Once in a while, a politician takes issue with his or her own party's policies. Sometimes it's motivated by personal ambition, sometimes by conscience.
We believe that MLA Randy Hawes' decision to blast his own Liberal government earlier this week for failing developmentally disabled adults is a plea from the heart. As Hawes said, "there's no issue that's caused me more loss of sleep or more concern than those most vulnerable people."
He was speaking during a discussion about an NDP motion calling for a halt to further closures of group homes pending a review. Hawes rightly said that he would have preferred a top-tobottom review of Community Living B.C. But the Liberals were having none of that - and no wonder. The Liberals were caught lying about the issue and, while Premier Christy Clark demoted Harry Bloy, the minister in charge of the agency (which falls under the Ministry of Social Development), one can assume they sure don't want any behind-the-scenes dirty laundry aired now.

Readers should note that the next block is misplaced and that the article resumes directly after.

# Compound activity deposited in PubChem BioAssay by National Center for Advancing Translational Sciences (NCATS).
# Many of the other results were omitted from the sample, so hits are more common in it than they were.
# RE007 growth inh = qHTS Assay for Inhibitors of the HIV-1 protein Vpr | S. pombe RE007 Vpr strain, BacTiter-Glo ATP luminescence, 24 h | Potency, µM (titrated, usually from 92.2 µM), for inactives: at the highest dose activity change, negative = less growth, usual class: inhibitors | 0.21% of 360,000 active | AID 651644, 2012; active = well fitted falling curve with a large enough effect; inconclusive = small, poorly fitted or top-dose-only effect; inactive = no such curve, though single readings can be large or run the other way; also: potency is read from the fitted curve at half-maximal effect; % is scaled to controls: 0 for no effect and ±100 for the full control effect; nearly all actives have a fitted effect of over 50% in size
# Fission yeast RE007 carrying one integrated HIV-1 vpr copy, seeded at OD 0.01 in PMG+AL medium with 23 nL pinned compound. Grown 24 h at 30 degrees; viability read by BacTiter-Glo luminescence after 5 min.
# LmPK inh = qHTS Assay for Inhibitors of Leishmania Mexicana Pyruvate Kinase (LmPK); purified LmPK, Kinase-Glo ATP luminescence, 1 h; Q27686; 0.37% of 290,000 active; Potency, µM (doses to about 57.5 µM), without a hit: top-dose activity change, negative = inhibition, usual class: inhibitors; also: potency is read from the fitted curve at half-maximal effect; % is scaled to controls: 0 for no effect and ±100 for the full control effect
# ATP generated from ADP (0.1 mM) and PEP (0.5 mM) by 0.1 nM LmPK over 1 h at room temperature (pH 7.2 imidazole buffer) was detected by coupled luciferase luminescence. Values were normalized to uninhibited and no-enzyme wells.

Their solution to the problem of vulnerable people being mistreated and neglected by the government? Step one: get rid of the minister in charge, Bloy; step two: remove CLBC CEO Rich Mowles; step three: hope it all goes away.
But a quiet end to this issue is, thankfully, unlikely at this point: earlier this week, a second Liberal MLA spoke out, joining ranks with Hawes. Abbotsford South MLA John van Dongen - a former solicitor general - said there's been "an absence of the right kind of leadership."
Time will tell how many others will line up behind them, but the damage - from a political perspective - is done.
We can only hope that their decision to speak out will force the premier's hand and lead to a significant review and changes that will protect and support those most in need.
After all, that would be putting "families first," wouldn't it?